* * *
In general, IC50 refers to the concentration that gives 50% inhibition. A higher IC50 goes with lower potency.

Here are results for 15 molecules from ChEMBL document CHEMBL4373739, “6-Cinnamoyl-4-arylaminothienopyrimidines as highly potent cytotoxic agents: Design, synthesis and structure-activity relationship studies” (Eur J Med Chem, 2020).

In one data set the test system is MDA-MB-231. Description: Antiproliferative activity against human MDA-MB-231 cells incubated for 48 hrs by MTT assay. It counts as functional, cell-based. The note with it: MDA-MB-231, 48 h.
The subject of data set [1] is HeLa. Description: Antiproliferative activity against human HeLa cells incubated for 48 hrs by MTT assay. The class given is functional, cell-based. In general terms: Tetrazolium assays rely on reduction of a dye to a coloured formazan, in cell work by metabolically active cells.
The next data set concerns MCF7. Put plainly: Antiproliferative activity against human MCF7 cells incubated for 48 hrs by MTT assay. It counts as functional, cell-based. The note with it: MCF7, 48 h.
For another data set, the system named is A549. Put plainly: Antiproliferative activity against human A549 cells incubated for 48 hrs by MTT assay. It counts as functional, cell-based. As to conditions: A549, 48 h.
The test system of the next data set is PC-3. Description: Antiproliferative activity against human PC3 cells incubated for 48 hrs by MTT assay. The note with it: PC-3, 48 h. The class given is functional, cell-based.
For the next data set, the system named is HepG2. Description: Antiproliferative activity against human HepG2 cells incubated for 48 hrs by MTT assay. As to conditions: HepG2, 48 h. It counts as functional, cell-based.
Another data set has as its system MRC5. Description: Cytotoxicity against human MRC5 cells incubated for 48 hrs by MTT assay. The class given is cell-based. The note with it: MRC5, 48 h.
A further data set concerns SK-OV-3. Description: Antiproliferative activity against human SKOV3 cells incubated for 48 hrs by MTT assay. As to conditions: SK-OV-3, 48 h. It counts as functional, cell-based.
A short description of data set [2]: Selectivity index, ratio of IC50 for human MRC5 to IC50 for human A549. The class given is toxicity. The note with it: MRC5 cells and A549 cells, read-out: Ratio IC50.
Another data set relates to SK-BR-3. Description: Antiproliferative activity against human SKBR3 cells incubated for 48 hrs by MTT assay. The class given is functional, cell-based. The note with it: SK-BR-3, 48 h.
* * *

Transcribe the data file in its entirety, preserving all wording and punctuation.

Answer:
In general, IC50 refers to the concentration that gives 50% inhibition. A higher IC50 goes with lower potency.

Here are results for 15 molecules from ChEMBL document CHEMBL4373739, “6-Cinnamoyl-4-arylaminothienopyrimidines as highly potent cytotoxic agents: Design, synthesis and structure-activity relationship studies” (Eur J Med Chem, 2020).

In one data set the test system is MDA-MB-231. Description: Antiproliferative activity against human MDA-MB-231 cells incubated for 48 hrs by MTT assay. It counts as functional, cell-based. The note with it: MDA-MB-231, 48 h.
The subject of data set [1] is HeLa. Description: Antiproliferative activity against human HeLa cells incubated for 48 hrs by MTT assay. The class given is functional, cell-based. In general terms: Tetrazolium assays rely on reduction of a dye to a coloured formazan, in cell work by metabolically active cells.
The next data set concerns MCF7. Put plainly: Antiproliferative activity against human MCF7 cells incubated for 48 hrs by MTT assay. It counts as functional, cell-based. The note with it: MCF7, 48 h.
For another data set, the system named is A549. Put plainly: Antiproliferative activity against human A549 cells incubated for 48 hrs by MTT assay. It counts as functional, cell-based. As to conditions: A549, 48 h.
The test system of the next data set is PC-3. Description: Antiproliferative activity against human PC3 cells incubated for 48 hrs by MTT assay. The note with it: PC-3, 48 h. The class given is functional, cell-based.
For the next data set, the system named is HepG2. Description: Antiproliferative activity against human HepG2 cells incubated for 48 hrs by MTT assay. As to conditions: HepG2, 48 h. It counts as functional, cell-based.
Another data set has as its system MRC5. Description: Cytotoxicity against human MRC5 cells incubated for 48 hrs by MTT assay. The class given is cell-based. The note with it: MRC5, 48 h.
A further data set concerns SK-OV-3. Description: Antiproliferative activity against human SKOV3 cells incubated for 48 hrs by MTT assay. As to conditions: SK-OV-3, 48 h. It counts as functional, cell-based.
A short description of data set [2]: Selectivity index, ratio of IC50 for human MRC5 to IC50 for human A549. The class given is toxicity. The note with it: MRC5 cells and A549 cells, read-out: Ratio IC50.
Another data set relates to SK-BR-3. Description: Antiproliferative activity against human SKBR3 cells incubated for 48 hrs by MTT assay. The class given is functional, cell-based. The note with it: SK-BR-3, 48 h.